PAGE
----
DADE CITY — Dexter's Law could become Dexter's Web link in Pasco County.
On Tuesday, county commissioners introduced a proposal to keep pets away from convicted animal abusers. But the county will not require abusers to register locally, as mandated in a Hillsborough County ordinance that went into effect Nov. 1.
Instead, Pasco plans to provide a web link to Pasco Circuit Court Clerk records, allowing people selling or putting animals up for adoption to verify whether the individual taking the animal has a record of abuse.
"I think this is still a good solution," said commission Chairman Mike Moore, who had advocated for the ordinance.
The effort comes nearly five years after then-state Sen. Mike Fasano unsuccessfully attempted to create a statewide animal abuse registry. His bill was known as Dexter's Law, named for a kitten in Hernando County that was euthanized after being rescued from a woman who had beaten the animal with a metal baseball bat.
A judge later sentenced the woman to a year in jail. Fasano's bill died because it did not get a sponsor in the state House of Representatives.
Tennessee now has a statewide registry and, in Florida, Hillsborough and Marion counties have approved local registries. Marion County's ordinance becomes effective Jan. 1. Pasco commissioners planned to follow suit but altered their proposal with the help of office of Circuit Court Clerk Paula S. O'Neil.
"Having a statewide registry would be ideal," said Kristi Sims, the senior assistant county attorney, who drafted Pasco's proposed ordinance, "but having to replicate that on a local level would require significant (information technology) resources and clerk services at this time."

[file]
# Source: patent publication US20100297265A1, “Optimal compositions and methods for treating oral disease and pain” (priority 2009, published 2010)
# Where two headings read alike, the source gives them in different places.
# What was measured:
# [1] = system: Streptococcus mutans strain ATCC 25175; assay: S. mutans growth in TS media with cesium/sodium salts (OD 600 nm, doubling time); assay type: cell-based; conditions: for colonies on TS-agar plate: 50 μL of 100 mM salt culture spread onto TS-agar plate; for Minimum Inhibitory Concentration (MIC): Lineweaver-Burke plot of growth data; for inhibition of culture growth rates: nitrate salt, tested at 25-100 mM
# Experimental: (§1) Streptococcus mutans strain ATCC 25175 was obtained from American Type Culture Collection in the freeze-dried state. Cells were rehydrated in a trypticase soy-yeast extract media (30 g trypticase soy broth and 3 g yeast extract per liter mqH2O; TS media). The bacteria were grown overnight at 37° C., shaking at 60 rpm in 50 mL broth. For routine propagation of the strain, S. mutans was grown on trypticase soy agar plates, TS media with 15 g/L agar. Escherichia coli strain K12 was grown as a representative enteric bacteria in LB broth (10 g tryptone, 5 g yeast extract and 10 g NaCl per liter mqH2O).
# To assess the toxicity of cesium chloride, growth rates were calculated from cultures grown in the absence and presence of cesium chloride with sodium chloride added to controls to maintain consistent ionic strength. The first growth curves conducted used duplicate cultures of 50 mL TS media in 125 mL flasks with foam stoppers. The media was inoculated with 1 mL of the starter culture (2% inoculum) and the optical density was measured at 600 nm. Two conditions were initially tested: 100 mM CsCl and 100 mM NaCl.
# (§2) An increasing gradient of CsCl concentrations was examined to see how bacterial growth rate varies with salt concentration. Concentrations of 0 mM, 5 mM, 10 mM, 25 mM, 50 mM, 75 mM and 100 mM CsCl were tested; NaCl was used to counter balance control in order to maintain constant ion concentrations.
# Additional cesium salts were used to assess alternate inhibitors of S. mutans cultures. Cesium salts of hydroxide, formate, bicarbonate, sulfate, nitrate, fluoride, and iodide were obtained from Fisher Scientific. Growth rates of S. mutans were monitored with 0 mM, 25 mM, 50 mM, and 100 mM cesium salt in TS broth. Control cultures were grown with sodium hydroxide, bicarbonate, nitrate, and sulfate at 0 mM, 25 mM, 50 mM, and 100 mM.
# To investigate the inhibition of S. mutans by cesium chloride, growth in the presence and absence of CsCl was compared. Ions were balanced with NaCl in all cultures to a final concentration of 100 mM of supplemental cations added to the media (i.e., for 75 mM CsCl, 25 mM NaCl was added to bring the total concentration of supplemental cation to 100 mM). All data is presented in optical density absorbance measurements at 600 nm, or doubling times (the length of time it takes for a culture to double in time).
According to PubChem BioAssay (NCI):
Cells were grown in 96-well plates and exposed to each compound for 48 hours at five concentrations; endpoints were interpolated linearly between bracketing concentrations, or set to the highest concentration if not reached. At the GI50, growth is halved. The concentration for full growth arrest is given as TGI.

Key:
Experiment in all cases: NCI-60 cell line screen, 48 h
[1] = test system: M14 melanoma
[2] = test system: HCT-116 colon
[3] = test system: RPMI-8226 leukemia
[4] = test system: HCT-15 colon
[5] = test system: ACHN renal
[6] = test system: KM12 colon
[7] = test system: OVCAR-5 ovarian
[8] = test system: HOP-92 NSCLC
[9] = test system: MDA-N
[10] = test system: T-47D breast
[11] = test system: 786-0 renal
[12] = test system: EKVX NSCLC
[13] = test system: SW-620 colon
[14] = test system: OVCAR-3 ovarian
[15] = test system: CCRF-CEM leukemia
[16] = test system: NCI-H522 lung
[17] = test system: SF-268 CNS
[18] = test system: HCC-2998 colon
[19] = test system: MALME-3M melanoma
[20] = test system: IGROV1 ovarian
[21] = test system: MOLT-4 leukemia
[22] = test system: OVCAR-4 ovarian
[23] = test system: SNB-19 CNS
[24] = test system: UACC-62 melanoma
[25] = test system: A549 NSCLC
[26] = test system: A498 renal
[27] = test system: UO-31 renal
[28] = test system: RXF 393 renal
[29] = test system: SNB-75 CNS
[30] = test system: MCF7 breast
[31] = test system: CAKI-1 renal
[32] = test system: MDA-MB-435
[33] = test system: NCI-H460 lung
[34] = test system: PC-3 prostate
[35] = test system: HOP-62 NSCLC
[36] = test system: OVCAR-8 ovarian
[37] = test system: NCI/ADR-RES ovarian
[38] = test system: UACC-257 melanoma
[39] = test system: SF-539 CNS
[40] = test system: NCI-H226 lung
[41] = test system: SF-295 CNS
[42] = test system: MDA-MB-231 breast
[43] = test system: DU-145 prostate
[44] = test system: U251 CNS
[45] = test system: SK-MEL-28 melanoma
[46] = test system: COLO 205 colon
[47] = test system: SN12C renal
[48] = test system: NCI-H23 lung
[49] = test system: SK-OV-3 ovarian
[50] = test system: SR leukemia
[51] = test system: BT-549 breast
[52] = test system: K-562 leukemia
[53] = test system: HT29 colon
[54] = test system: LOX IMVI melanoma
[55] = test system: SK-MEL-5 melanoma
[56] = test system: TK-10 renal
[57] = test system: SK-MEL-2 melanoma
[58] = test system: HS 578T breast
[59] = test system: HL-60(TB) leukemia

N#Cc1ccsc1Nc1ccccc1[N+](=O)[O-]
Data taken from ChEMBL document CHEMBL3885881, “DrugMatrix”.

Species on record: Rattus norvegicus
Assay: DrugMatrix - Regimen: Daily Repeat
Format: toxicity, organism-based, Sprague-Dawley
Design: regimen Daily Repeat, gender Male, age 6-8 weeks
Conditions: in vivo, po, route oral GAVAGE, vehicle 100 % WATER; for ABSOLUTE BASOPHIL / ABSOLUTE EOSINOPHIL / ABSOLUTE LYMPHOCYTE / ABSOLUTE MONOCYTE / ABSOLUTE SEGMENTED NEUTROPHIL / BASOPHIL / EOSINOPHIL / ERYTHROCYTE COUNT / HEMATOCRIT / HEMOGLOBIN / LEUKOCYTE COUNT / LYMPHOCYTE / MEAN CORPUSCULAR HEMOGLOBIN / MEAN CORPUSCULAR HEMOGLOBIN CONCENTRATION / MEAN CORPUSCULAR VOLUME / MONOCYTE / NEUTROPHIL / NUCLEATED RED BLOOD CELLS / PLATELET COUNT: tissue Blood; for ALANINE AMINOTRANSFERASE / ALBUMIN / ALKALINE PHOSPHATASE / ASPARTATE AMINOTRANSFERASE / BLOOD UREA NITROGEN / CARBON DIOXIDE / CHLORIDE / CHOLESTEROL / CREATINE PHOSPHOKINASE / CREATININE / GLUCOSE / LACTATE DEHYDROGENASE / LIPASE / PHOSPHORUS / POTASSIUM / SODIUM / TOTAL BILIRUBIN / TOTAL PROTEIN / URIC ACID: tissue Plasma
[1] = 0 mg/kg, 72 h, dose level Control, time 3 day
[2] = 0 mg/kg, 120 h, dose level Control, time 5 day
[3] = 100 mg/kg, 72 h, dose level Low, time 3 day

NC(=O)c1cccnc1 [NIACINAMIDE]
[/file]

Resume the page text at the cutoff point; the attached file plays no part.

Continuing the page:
O'Neil's office said it would cull animal cruelty convictions for Pasco residents from the statewide criminal database and make the records available online by March 1. The proposed ordinance is scheduled for a Jan. 10 public hearing in Dade City.
"The proposed ordinance prohibits any person from knowingly transferring an animal to an animal abuser identified on the link," Animal Services director Michael Shumate wrote in a memo to the commission. "Shelters, humane organizations, pet dealers and similar entities are required by the ordinance to create and retain records demonstrating the online link was checked before transferring an animal.''
''It's great news. I fully support what the county is trying to do," Fasano, now Pasco's tax collector, said Monday. "I wish we could have done it statewide, but at least counties are doing it on their own. I commend them on that."
In fact, a statewide registry remains the county's ultimate goal, Moore said, but the commission needs to show its intent to act locally, as well.
"We want to make sure something gets done before the (legislative) session. We need to be in the game before that," he said before the commission meeting. "It's kind of difficult to say, 'We want to do this, but we don't want to do this ourselves.' "